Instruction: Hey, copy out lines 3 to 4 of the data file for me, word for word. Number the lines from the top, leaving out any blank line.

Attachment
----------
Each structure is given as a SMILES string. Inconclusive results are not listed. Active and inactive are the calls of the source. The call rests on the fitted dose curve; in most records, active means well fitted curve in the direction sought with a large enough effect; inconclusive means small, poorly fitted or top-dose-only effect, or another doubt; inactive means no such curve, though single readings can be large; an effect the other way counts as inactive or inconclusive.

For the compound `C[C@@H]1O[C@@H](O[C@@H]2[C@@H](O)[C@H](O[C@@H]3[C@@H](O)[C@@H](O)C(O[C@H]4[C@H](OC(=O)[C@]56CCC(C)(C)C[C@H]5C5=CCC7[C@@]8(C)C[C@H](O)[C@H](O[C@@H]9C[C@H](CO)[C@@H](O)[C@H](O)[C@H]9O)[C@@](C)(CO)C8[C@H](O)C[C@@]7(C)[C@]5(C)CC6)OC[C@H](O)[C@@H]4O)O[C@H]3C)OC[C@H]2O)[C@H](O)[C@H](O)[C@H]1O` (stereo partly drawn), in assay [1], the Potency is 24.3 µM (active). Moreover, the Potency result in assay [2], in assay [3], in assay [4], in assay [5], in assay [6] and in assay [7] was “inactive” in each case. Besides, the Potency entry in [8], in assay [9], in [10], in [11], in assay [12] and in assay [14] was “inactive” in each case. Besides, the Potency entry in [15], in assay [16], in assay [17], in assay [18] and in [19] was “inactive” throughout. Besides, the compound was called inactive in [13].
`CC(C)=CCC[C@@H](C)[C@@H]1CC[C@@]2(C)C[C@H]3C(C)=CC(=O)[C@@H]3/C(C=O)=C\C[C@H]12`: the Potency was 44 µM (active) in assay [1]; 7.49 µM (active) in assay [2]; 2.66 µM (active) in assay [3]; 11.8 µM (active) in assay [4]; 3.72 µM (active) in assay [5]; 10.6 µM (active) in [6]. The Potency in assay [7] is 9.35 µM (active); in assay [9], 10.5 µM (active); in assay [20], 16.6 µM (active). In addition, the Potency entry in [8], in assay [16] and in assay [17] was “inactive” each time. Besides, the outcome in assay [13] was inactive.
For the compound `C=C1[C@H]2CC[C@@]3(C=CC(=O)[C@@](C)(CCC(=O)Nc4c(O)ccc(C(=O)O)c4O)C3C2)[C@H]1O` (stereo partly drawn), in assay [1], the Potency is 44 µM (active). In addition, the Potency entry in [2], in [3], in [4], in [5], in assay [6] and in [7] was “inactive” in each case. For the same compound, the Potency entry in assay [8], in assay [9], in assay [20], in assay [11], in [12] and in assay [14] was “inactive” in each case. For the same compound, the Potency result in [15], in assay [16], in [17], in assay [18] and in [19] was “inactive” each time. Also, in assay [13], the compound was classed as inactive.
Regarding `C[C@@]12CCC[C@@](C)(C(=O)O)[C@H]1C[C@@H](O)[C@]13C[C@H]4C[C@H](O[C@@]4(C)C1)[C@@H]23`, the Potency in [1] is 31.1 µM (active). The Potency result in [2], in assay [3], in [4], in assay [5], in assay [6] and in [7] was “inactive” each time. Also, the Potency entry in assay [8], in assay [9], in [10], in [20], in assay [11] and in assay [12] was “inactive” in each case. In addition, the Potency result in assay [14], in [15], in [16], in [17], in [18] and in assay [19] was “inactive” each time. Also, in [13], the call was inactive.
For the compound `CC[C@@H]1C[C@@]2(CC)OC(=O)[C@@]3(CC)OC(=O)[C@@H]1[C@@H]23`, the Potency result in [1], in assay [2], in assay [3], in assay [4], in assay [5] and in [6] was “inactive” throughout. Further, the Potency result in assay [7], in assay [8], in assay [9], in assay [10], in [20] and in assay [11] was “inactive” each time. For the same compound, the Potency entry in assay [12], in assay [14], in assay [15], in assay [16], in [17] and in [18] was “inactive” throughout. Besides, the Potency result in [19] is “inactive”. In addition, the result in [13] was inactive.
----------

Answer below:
`CC(C)=CCC[C@@H](C)[C@@H]1CC[C@@]2(C)C[C@H]3C(C)=CC(=O)[C@@H]3/C(C=O)=C\C[C@H]12`: the Potency was 44 µM (active) in assay [1]; 7.49 µM (active) in assay [2]; 2.66 µM (active) in assay [3]; 11.8 µM (active) in assay [4]; 3.72 µM (active) in assay [5]; 10.6 µM (active) in [6]. The Potency in assay [7] is 9.35 µM (active); in assay [9], 10.5 µM (active); in assay [20], 16.6 µM (active). In addition, the Potency entry in [8], in assay [16] and in assay [17] was “inactive” each time. Besides, the outcome in assay [13] was inactive.
For the compound `C=C1[C@H]2CC[C@@]3(C=CC(=O)[C@@](C)(CCC(=O)Nc4c(O)ccc(C(=O)O)c4O)C3C2)[C@H]1O` (stereo partly drawn), in assay [1], the Potency is 44 µM (active). In addition, the Potency entry in [2], in [3], in [4], in [5], in assay [6] and in [7] was “inactive” in each case. For the same compound, the Potency entry in assay [8], in assay [9], in assay [20], in assay [11], in [12] and in assay [14] was “inactive” in each case. For the same compound, the Potency result in [15], in assay [16], in [17], in assay [18] and in [19] was “inactive” each time. Also, in assay [13], the compound was classed as inactive.